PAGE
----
43 Folders

Back to Work

Merlin’s weekly podcast with Dan Benjamin. We talk about creativity, independence, and making things you love.

Join us via RSS, iTunes, or at 5by5.tv.

”What’s 43 Folders?”
43Folders.com is Merlin Mann’s website about finding the time and attention to do your best creative work.

Motivate yourself with "loss aversion"

NPR: Put Your Money Where Your Girth Is

I really enjoyed this Morning Edition story on "Prospect Theory," or the idea that loss aversion can be an effective motivator in goals related to health improvement like weight loss and smoking cessation:

"What we know about incentives is that people work a lot harder to avoid losing $10 than they will work to gain $10," explains Ayres. "So something that's framed as a loss is really effective at changing behavior."

Related to that question I was asked at Macworld: I wonder if a gym membership might be even more motivating if you received a daily email updating you on the wasted dollars you'd spent by not working out in the last n days.

When I started paying most of my own college tuition, I remember realizing that every class I skipped was equivalent to throwing away about a day and a half of the money I'd earned from waiting on tables. It was very motivating for me, and I started missing a lot fewer classes as a result.

mattlatmatt's picture

Agreements and Actions based on "Loss Aversion"

I heard that story as well, and really liked the little perspective flip it encourages.

Merlin, taking your gym membership idea one step further: let's imagine a membership that actually goes up the less you use it - like, you are charged $10 bucks if you don't get there 2 days a week or whatever.

While in practice this may be hard to implement, I kind of love the idea of telling customers, "Look, you want things to change - that's why you're signing up for the gym - well, if you don't make things change by actually coming in here, then we're going to make things change for you by taking something away." Making goals and connecting them to present day action can be so abstract, especially since humans are so good at dealing with whatever the situation currently is; and so bad at dealing with a change to that current situation.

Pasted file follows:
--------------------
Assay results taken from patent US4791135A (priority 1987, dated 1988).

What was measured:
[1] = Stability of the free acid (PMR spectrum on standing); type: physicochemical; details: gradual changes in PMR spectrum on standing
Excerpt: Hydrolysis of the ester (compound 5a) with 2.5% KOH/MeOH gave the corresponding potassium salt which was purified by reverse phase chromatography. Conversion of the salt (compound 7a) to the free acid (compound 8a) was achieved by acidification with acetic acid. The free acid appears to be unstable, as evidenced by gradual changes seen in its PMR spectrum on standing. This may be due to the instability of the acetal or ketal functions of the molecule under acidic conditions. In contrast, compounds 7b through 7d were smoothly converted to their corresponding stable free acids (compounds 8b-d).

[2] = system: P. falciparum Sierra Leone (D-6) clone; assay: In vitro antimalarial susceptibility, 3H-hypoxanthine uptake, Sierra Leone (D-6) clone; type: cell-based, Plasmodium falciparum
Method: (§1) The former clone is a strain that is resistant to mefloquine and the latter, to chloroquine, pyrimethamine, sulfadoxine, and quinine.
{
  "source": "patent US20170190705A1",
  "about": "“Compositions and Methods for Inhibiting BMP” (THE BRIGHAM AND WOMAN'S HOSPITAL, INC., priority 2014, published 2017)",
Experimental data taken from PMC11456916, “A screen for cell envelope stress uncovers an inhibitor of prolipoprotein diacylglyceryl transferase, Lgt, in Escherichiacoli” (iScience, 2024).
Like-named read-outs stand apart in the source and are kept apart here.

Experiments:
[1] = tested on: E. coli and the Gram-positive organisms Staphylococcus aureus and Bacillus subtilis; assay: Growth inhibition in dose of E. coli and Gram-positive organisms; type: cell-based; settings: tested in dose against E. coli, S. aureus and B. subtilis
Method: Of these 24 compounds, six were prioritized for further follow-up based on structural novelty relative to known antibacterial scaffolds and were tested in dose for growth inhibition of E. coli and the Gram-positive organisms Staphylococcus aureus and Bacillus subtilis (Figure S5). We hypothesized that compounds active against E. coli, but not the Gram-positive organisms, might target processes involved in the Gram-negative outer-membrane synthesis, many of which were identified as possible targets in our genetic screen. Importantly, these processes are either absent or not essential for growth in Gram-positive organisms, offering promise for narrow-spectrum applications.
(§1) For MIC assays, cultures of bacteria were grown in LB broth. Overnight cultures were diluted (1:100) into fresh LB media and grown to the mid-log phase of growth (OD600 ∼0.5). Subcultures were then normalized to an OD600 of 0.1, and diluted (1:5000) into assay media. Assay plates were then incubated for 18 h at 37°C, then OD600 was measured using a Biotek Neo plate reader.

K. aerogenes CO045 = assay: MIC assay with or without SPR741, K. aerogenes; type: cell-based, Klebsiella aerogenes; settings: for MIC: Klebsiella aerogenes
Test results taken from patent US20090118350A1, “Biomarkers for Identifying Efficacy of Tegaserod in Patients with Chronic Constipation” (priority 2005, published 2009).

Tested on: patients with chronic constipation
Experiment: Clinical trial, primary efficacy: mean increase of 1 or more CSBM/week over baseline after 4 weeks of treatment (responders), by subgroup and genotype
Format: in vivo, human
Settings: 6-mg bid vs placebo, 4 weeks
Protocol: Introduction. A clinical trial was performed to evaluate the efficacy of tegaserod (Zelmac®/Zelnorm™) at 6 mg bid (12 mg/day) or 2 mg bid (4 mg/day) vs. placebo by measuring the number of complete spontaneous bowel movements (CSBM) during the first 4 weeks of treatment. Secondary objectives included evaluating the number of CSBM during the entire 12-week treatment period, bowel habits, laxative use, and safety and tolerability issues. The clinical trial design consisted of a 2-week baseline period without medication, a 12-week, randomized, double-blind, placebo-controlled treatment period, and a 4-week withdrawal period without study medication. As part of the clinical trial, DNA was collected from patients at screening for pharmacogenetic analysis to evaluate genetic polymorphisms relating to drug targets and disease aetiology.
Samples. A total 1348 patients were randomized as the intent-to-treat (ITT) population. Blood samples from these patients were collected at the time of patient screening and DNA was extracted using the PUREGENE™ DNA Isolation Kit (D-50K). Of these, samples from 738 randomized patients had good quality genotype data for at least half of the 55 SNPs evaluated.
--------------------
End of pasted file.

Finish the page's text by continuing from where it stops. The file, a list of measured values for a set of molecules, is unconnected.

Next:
AND SO: I love the idea of creating situations where change is going to happen regardless and you're just weighing the relative difficulties of either change.

MEANING: if you do not have $10 now, you can imagine living without it, and so rather than doing the work it takes to get the gym, or whatever, you'll just live without it. It's like: "I know what it's like to live without that $10, I'm already doing it; so I'm not going to bust my butt to get the $10."

But put yourself in a situation where someone's going to take away $10, and suddenly you are kicked into action. Now, since you already have the $10, it is hard to imagine living without it, and so you do whatever it takes to keep the current situation as it is.

What else besides the gym, I wonder, would it be helpful to set up this way?




An Oblique Strategy:
Honor thy error as a hidden intention


Subscribe with Google Reader

Subscribe on Netvibes

Add to Technorati Favorites

Subscribe on Pageflakes

Add RSS feed

The Podcast Feed


Merlin used to crank. He’s not cranking any more.

This is an essay about family, priorities, and Shakey’s Pizza, and it’s probably the best thing he’s written. »

Scared Shitless

Merlin’s scared. You’re scared. Everybody is scared.

This is the video of Merlin’s keynote at Webstock 2011. The one where he cried. You should watch it. »